Then there is the V-Material, from which the latest Alexia and Alexx models derive their names. Daryl describes it as an extremely damped, modified version of the third-generation X-Material, a high-density phenolic-resin composite that, along with S-Material, comprises the cabinet (footnote 4).

In an email, Daryl wrote that S-Material continues to be the optimal midrange coupling material at Wilson Audio. X-Material is used for the enclosures, woofer baffles, tweeter baffles, internal bracing, and for damping the external gantry. V-Material, which utilizes different damping/fill materials from those in the X and S versions, resides in three places in Alexia V:

1. At the top of the midrange module, on which the independent tweeter moves back and forth. Acting as a vibration sink, it serves to reduce vibration-induced distortion caused by unintended movement of the acoustic center point of the tweeter.

2. Nested between the upper woofer and midrange.

3. Incorporated into the housing of the spikes.

It’s fair to conclude that the company wouldn’t have used V to identify its two latest speaker model upgrades if they didn’t consider it a major advance in resonance control.

When questioned about the use of aluminum and other cabinet materials touted by rival speaker designers, Daryl replied, “We’ve been using a laser vibrometer system for a long time to evaluate and catalog our experiments with well over 50 slabs of identically sized cabinet material. We do use metal in the substructure of our gantry, but we dampen it with the X-Material that’s coupled to it, and we also employ strategically inlaid diffraction pad material and more.”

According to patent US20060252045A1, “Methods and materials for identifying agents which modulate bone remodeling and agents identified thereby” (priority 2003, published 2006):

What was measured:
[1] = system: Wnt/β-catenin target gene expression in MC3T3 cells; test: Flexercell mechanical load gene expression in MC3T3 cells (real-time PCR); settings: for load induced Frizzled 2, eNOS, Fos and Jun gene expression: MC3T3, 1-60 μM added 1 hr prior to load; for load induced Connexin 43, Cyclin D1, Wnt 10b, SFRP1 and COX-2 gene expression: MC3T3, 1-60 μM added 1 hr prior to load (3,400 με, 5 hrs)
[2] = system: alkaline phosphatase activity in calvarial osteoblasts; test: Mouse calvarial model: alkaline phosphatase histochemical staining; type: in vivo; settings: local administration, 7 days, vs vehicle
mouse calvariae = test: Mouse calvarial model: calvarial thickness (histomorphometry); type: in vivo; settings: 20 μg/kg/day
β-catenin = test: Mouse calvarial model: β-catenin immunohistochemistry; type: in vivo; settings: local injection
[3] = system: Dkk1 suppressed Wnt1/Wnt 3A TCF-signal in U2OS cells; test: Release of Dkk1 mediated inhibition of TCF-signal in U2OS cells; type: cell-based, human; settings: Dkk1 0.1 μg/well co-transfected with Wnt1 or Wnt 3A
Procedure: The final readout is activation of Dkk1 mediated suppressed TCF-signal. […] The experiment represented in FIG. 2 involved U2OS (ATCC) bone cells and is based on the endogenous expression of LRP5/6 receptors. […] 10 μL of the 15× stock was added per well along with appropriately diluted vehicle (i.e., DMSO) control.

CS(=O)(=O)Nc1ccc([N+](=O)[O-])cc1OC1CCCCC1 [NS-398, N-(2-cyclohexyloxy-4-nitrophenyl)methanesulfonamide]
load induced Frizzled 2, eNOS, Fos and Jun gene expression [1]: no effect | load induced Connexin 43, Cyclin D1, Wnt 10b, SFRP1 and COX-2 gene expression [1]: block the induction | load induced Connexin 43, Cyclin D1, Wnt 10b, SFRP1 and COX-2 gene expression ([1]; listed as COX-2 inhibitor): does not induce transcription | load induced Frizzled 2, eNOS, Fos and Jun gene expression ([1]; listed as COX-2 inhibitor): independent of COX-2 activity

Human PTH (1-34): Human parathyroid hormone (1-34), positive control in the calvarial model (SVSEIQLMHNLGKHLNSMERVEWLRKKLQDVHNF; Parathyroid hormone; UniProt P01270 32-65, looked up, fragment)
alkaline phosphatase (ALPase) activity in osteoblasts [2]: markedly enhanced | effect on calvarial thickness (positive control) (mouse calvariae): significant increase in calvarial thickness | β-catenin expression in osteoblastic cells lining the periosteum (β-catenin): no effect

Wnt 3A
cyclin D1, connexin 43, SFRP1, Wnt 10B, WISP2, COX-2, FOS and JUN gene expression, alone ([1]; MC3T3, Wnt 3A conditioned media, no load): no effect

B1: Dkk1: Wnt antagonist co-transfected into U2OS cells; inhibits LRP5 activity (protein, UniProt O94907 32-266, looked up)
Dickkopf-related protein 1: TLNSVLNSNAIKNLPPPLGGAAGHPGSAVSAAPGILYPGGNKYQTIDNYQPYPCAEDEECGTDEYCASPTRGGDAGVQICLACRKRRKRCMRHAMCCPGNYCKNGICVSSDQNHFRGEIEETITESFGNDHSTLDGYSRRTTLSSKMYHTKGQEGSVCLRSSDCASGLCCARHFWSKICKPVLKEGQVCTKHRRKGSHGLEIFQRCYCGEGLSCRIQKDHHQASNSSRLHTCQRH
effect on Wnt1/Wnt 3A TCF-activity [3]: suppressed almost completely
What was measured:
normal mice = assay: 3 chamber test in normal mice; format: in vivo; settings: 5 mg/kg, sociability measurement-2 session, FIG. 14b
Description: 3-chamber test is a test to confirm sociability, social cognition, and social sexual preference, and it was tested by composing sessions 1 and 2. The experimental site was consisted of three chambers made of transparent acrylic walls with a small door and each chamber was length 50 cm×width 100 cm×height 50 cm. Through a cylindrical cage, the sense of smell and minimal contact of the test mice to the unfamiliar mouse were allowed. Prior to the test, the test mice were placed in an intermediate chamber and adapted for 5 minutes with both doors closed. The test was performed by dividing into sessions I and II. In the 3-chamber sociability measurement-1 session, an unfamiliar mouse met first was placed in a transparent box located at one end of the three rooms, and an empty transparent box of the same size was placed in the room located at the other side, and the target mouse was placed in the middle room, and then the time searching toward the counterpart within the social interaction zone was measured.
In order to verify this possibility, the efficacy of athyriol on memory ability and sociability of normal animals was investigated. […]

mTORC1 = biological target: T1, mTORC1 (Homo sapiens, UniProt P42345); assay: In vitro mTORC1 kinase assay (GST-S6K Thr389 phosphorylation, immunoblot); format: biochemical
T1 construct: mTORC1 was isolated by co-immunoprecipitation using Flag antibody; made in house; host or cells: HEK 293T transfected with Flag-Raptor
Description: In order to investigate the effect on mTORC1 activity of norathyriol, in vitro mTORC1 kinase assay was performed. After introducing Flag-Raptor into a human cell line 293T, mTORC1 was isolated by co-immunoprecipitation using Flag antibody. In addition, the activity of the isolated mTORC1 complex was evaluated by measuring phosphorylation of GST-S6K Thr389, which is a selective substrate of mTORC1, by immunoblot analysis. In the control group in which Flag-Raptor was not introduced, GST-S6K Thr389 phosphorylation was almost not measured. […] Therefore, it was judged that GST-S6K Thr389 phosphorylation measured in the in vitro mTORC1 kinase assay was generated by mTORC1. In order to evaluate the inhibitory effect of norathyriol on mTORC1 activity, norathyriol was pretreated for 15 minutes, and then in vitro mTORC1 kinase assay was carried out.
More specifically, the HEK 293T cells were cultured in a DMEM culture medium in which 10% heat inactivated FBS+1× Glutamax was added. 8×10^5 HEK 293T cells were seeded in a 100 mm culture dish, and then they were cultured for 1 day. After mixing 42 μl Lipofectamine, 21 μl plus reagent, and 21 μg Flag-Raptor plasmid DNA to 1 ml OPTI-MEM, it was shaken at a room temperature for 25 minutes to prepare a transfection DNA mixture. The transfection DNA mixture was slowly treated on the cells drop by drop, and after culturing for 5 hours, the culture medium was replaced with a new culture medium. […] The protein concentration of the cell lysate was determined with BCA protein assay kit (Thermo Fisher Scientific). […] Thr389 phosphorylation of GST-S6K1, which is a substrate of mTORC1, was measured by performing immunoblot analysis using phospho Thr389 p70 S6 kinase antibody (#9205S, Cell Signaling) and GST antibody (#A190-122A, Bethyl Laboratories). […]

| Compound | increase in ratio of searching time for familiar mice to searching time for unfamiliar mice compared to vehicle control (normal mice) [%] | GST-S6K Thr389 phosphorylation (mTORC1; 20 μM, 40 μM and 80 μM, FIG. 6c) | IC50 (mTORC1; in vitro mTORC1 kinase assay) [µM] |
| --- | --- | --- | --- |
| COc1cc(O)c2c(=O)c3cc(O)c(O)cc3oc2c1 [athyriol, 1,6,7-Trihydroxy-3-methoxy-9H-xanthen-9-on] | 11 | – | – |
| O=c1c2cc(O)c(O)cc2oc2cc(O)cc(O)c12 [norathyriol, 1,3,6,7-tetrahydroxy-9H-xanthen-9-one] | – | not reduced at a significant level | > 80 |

Footnote 1: So far, no one I know has been able to identify the title of this movie.

Footnote 2: To Daryl Wilson, grassroots development means focusing on and refining one element of the speaker at a time and then perfecting the synergy of parts.

Footnote 3: The QuadraMag driver was first introduced in the Wilson XVX.

Footnote 4: An outdated YouTube video describes the original X-Material, first introduced in 1992 in the X-1 Grand SLAMM, as a “very monotonic … rigid as steel … highly damped cellulose and phenolic composite.” S-Material, which first appeared in the midrange baffle of the Sasha Series 1, is a combination of natural fibers in a phenolic-resin laminate.

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Wilson Audio Specialties

2233 Mountain Vista Ln.

Provo, UT 84606

(801) 377-2233